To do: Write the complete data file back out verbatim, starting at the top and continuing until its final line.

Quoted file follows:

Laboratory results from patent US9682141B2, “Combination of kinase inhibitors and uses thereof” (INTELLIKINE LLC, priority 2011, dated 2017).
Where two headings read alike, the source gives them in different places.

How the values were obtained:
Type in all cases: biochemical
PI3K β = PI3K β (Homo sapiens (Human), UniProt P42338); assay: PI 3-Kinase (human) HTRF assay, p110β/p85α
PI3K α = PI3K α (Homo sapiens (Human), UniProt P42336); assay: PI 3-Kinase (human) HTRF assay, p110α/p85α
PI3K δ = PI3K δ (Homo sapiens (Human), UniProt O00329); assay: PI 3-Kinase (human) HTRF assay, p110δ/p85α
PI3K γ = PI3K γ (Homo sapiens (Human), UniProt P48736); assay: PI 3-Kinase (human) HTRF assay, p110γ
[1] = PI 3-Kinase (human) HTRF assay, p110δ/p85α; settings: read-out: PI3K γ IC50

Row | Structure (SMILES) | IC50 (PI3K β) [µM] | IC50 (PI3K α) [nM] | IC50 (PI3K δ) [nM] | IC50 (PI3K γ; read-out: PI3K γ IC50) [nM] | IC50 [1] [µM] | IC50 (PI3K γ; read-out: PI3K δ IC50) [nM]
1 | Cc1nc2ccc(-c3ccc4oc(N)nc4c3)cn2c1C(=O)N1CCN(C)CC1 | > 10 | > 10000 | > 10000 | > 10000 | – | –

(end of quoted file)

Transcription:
Laboratory results from patent US9682141B2, “Combination of kinase inhibitors and uses thereof” (INTELLIKINE LLC, priority 2011, dated 2017).
Where two headings read alike, the source gives them in different places.

How the values were obtained:
Type in all cases: biochemical
PI3K β = PI3K β (Homo sapiens (Human), UniProt P42338); assay: PI 3-Kinase (human) HTRF assay, p110β/p85α
PI3K α = PI3K α (Homo sapiens (Human), UniProt P42336); assay: PI 3-Kinase (human) HTRF assay, p110α/p85α
PI3K δ = PI3K δ (Homo sapiens (Human), UniProt O00329); assay: PI 3-Kinase (human) HTRF assay, p110δ/p85α
PI3K γ = PI3K γ (Homo sapiens (Human), UniProt P48736); assay: PI 3-Kinase (human) HTRF assay, p110γ
[1] = PI 3-Kinase (human) HTRF assay, p110δ/p85α; settings: read-out: PI3K γ IC50

Row | Structure (SMILES) | IC50 (PI3K β) [µM] | IC50 (PI3K α) [nM] | IC50 (PI3K δ) [nM] | IC50 (PI3K γ; read-out: PI3K γ IC50) [nM] | IC50 [1] [µM] | IC50 (PI3K γ; read-out: PI3K δ IC50) [nM]
1 | Cc1nc2ccc(-c3ccc4oc(N)nc4c3)cn2c1C(=O)N1CCN(C)CC1 | > 10 | > 10000 | > 10000 | > 10000 | – | –